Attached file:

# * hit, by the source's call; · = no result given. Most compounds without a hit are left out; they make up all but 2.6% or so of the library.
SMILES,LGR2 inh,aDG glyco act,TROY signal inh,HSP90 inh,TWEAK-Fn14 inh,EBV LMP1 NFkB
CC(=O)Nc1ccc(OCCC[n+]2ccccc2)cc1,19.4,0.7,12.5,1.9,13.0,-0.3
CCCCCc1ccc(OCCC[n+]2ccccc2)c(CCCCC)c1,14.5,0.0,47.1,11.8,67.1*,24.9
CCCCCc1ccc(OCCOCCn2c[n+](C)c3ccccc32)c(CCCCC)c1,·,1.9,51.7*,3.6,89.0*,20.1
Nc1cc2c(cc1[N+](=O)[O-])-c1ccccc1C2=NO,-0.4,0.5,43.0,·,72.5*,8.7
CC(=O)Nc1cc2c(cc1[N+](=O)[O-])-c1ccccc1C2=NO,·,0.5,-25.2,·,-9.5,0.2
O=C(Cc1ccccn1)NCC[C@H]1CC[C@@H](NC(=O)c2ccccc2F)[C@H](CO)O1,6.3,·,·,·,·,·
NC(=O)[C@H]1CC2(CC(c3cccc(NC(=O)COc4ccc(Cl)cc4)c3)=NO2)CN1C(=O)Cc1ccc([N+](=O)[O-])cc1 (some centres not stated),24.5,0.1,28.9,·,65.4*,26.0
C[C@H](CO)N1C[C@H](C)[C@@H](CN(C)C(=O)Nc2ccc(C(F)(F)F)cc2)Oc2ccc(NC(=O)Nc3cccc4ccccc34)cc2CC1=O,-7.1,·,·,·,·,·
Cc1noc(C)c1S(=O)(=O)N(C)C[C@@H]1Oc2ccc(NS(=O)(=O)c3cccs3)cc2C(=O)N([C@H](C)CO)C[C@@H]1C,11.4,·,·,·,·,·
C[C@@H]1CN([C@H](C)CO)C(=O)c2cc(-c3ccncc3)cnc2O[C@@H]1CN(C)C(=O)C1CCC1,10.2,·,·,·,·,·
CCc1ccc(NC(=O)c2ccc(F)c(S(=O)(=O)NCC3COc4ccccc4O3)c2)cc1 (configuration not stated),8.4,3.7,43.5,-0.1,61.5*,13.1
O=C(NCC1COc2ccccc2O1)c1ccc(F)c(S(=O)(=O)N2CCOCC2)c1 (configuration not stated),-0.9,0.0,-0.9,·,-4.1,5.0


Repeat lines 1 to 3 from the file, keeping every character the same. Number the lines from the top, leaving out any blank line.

# * hit, by the source's call; · = no result given. Most compounds without a hit are left out; they make up all but 2.6% or so of the library.
SMILES,LGR2 inh,aDG glyco act,TROY signal inh,HSP90 inh,TWEAK-Fn14 inh,EBV LMP1 NFkB
CC(=O)Nc1ccc(OCCC[n+]2ccccc2)cc1,19.4,0.7,12.5,1.9,13.0,-0.3